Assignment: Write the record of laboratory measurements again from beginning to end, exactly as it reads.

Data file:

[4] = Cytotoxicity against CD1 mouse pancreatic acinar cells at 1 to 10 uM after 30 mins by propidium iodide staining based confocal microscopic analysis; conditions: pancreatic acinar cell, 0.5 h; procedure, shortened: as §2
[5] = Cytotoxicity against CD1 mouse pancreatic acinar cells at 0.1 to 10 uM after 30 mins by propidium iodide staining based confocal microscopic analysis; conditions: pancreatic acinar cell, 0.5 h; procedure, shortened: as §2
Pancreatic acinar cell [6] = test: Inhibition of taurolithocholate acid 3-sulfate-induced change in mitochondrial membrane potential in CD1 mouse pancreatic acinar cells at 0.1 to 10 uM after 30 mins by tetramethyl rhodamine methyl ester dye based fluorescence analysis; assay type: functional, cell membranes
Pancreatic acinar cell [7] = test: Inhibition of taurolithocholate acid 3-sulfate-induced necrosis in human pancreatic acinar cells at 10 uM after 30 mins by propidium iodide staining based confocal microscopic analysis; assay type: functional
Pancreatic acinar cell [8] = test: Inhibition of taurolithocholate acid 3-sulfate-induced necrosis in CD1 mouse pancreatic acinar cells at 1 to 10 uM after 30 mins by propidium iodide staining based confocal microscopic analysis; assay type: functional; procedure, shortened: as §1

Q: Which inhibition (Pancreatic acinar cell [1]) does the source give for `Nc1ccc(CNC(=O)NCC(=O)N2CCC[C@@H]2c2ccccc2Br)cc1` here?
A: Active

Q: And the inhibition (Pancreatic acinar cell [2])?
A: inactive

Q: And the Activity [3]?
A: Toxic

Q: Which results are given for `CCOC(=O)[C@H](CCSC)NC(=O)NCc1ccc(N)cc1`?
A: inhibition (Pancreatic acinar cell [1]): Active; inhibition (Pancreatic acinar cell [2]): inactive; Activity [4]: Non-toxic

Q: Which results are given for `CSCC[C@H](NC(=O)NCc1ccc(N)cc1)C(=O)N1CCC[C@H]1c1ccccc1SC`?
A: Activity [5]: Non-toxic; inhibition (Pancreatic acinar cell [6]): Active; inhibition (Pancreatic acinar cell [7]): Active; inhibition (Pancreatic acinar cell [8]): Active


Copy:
[4] = Cytotoxicity against CD1 mouse pancreatic acinar cells at 1 to 10 uM after 30 mins by propidium iodide staining based confocal microscopic analysis; conditions: pancreatic acinar cell, 0.5 h; procedure, shortened: as §2
[5] = Cytotoxicity against CD1 mouse pancreatic acinar cells at 0.1 to 10 uM after 30 mins by propidium iodide staining based confocal microscopic analysis; conditions: pancreatic acinar cell, 0.5 h; procedure, shortened: as §2
Pancreatic acinar cell [6] = test: Inhibition of taurolithocholate acid 3-sulfate-induced change in mitochondrial membrane potential in CD1 mouse pancreatic acinar cells at 0.1 to 10 uM after 30 mins by tetramethyl rhodamine methyl ester dye based fluorescence analysis; assay type: functional, cell membranes
Pancreatic acinar cell [7] = test: Inhibition of taurolithocholate acid 3-sulfate-induced necrosis in human pancreatic acinar cells at 10 uM after 30 mins by propidium iodide staining based confocal microscopic analysis; assay type: functional
Pancreatic acinar cell [8] = test: Inhibition of taurolithocholate acid 3-sulfate-induced necrosis in CD1 mouse pancreatic acinar cells at 1 to 10 uM after 30 mins by propidium iodide staining based confocal microscopic analysis; assay type: functional; procedure, shortened: as §1

Q: Which inhibition (Pancreatic acinar cell [1]) does the source give for `Nc1ccc(CNC(=O)NCC(=O)N2CCC[C@@H]2c2ccccc2Br)cc1` here?
A: Active

Q: And the inhibition (Pancreatic acinar cell [2])?
A: inactive

Q: And the Activity [3]?
A: Toxic

Q: Which results are given for `CCOC(=O)[C@H](CCSC)NC(=O)NCc1ccc(N)cc1`?
A: inhibition (Pancreatic acinar cell [1]): Active; inhibition (Pancreatic acinar cell [2]): inactive; Activity [4]: Non-toxic

Q: Which results are given for `CSCC[C@H](NC(=O)NCc1ccc(N)cc1)C(=O)N1CCC[C@H]1c1ccccc1SC`?
A: Activity [5]: Non-toxic; inhibition (Pancreatic acinar cell [6]): Active; inhibition (Pancreatic acinar cell [7]): Active; inhibition (Pancreatic acinar cell [8]): Active